Play 'Letters to Morrissey' by Gary McNair at Traverse, Edinburgh

Gary McNair’s play about a lonely misfit’s one-sided correspondence with the Smiths frontman makes for a touching hour.

It runs until 27th of August.

"This isn’t fan mail, it’s correspondence,” declares the earnest teenager to a bouncer after a Morrissey concert at Glasgow’s Barrowland Ballroom. All fans think their relationship with their idol is unique, but for the teenager at the heart of Gary McNair’s first-person monologue, fandom is a matter of life and death. When his school counsellor tells him to find someone he can talk to, the boy chooses the singer once voted the second most famous cultural icon after David Attenborough. His appeal? “He dared us not to fit in.” So begins an entirely one-sided correspondence."

3/5* review in The Guardian:

Letters to Morrissey review – this charming fan's teenage tribute - The Guardian
by Lyn Gardner



Regards,
FWD.




Also:

Letters to Morrissey, Traverse Theatre, Edinburgh Festival, review - The Independent
This solo piece about hero worship and The Smiths' frontman by Gary McNair follows on from his Fringe hits 'Gary Robertson is Not a Standup Comedian' and 'A Gambler's Guide to Dying'
by David Pollock (3 of 5 stars)
 
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Comments

Quando quando quando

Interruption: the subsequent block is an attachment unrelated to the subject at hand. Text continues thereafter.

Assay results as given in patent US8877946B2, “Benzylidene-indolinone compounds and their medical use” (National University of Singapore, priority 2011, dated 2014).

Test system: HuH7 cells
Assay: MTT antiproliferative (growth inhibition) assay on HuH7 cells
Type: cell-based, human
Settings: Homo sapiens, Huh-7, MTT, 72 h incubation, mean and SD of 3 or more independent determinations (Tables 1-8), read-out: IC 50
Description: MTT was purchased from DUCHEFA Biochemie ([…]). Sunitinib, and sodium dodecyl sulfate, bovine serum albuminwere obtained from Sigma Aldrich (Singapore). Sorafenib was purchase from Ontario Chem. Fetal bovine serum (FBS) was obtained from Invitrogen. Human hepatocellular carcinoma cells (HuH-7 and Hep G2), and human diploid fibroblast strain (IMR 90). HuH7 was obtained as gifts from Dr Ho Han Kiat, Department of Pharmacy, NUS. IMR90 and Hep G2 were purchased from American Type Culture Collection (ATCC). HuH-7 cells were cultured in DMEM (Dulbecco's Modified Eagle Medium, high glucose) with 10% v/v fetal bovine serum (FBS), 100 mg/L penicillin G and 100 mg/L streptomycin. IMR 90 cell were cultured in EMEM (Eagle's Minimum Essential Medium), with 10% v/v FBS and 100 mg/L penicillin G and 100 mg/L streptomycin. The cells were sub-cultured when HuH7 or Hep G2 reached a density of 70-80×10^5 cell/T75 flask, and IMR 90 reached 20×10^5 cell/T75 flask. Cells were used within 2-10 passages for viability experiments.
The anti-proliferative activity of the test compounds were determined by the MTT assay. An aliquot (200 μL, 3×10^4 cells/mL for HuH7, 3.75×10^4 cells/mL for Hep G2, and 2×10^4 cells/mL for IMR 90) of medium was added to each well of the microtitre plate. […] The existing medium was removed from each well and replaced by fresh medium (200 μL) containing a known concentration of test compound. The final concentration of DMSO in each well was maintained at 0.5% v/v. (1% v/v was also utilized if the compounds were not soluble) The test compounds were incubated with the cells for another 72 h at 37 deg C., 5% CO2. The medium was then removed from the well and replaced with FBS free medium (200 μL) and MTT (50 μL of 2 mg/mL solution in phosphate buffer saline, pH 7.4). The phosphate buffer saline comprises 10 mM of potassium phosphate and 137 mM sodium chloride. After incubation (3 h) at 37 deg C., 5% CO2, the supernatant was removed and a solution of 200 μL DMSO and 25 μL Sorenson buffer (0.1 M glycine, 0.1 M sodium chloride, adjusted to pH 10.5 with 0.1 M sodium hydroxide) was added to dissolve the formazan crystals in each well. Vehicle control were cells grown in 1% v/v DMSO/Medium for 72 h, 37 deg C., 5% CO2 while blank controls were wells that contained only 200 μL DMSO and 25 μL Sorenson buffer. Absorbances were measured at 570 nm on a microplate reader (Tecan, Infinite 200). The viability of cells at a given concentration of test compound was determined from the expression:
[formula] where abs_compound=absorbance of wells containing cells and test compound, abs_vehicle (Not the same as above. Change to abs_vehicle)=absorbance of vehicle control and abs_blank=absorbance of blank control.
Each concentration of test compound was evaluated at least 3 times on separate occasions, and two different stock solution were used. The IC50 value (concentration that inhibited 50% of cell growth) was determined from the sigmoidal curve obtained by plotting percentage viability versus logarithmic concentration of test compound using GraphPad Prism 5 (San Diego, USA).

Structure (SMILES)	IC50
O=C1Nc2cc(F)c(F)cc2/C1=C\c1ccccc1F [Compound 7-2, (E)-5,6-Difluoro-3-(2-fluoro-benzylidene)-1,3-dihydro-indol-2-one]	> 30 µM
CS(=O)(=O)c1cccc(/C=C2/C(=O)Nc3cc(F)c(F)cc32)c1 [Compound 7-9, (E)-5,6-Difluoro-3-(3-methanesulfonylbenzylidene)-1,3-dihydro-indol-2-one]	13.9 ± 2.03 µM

Well-Known Member
Gary McNair’s play about a lonely misfit’s one-sided correspondence with the Smiths frontman makes for a touching hour.

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It runs until 27th of August.

"This isn’t fan mail, it’s correspondence,” declares the earnest teenager to a bouncer after a Morrissey concert at Glasgow’s Barrowland Ballroom. All fans think their relationship with their idol is unique, but for the teenager at the heart of Gary McNair’s first-person monologue, fandom is a matter of life and death. When his school counsellor tells him to find someone he can talk to, the boy chooses the singer once voted the second most famous cultural icon after David Attenborough. His appeal? “He dared us not to fit in.” So begins an entirely one-sided correspondence."

3/5* review in The Guardian:

https://www.theguardian.com/stage/2017/aug/05/letters-to-morrissey-review-gary-mcnair-smiths

Regards,
FWD.
I read some of the comments in the Guardian below the review.
One of them says: My uncle still sends letters to Syd Barrets Mum. :laughing:
 

Ketamine Sun

<><><><><><><>
He's awesome. Absolutely brilliant.
 
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gordyboy9

GAME OF DEATH.
good photo behind him,anybody know what the black and white one is,know its a long shot.